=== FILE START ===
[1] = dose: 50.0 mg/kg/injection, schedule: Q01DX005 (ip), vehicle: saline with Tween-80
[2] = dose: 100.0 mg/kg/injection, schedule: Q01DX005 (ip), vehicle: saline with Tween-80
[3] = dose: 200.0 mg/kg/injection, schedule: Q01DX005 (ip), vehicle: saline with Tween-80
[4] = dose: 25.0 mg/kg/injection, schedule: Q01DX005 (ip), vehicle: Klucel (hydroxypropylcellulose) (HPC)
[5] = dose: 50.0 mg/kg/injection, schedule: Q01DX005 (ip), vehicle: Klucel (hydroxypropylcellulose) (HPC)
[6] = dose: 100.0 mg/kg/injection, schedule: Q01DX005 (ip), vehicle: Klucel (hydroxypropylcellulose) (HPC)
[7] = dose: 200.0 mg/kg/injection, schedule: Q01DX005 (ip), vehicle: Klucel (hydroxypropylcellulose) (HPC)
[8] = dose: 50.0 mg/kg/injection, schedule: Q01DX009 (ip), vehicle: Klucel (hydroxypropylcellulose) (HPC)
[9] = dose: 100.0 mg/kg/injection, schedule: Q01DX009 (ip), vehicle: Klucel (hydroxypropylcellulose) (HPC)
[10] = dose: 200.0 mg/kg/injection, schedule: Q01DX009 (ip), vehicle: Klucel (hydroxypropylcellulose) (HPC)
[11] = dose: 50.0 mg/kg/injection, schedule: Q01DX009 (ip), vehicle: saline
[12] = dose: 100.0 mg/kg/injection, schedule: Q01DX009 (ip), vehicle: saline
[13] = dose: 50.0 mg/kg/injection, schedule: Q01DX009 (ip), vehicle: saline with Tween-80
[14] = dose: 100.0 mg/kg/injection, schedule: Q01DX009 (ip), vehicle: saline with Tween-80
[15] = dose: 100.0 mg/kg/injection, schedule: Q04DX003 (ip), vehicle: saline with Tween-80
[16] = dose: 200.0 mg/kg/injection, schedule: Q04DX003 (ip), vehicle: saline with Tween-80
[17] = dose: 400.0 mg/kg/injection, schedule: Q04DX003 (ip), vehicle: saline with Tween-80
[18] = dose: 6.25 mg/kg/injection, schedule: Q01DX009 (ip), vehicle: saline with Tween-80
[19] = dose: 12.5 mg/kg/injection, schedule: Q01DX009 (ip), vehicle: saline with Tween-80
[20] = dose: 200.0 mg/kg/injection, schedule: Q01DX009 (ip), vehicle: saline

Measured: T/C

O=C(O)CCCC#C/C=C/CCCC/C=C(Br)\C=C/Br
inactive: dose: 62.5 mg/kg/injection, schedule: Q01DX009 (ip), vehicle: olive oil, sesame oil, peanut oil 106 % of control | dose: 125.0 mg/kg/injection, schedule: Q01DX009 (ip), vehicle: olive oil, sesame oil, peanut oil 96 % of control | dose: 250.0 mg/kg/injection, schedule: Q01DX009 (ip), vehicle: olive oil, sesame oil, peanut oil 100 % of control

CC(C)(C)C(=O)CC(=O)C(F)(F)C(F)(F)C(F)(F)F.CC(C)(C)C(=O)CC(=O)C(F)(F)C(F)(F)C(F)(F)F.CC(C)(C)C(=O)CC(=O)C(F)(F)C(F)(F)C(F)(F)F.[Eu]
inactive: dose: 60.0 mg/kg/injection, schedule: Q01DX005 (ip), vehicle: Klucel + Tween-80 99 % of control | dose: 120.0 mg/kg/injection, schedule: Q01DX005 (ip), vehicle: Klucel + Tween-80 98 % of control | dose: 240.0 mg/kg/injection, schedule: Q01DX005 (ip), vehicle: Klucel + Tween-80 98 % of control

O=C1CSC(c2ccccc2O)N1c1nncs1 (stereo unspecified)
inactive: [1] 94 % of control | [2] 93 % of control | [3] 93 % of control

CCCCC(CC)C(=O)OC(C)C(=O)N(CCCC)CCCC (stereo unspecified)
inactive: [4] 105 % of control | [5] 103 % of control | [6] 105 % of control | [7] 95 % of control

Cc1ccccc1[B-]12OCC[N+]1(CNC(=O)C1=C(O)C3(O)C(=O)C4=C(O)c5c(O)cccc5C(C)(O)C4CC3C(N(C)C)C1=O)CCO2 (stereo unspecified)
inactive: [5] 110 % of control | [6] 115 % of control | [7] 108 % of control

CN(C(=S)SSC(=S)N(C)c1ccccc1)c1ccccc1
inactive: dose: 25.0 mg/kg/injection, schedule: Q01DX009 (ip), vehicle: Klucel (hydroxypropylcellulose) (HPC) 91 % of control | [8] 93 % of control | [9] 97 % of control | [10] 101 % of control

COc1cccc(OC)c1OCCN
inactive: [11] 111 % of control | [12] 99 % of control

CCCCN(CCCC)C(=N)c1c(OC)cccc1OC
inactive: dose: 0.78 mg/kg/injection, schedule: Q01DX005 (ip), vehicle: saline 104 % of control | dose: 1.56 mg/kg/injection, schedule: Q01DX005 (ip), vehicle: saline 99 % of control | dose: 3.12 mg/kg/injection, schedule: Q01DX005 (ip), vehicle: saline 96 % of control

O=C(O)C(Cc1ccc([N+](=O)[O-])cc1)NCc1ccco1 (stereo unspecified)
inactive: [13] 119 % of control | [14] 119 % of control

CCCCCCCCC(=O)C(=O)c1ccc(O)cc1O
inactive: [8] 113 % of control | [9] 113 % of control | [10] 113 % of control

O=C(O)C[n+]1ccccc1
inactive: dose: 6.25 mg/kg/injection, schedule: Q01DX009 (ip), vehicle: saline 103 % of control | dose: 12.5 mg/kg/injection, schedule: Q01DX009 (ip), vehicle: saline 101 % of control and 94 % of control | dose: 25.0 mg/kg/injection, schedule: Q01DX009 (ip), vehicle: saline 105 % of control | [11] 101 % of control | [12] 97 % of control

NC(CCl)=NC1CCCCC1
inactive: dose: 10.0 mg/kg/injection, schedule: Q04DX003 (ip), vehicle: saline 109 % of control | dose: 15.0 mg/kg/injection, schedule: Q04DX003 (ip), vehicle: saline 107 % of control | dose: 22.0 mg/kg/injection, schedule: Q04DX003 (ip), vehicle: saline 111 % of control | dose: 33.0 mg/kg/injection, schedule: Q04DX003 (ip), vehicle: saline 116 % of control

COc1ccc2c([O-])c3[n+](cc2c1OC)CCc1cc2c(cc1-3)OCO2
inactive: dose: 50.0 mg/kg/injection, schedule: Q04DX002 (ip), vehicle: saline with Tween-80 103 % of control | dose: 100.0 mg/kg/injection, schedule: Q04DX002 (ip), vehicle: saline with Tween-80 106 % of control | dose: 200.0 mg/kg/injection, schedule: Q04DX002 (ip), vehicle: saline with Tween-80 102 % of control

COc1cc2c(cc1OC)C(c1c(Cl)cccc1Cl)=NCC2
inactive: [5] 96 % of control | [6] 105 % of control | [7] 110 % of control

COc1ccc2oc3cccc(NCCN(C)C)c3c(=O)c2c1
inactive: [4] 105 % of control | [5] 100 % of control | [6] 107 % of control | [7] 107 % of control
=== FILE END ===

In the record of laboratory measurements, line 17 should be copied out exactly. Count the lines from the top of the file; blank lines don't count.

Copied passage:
[17] = dose: 400.0 mg/kg/injection, schedule: Q04DX003 (ip), vehicle: saline with Tween-80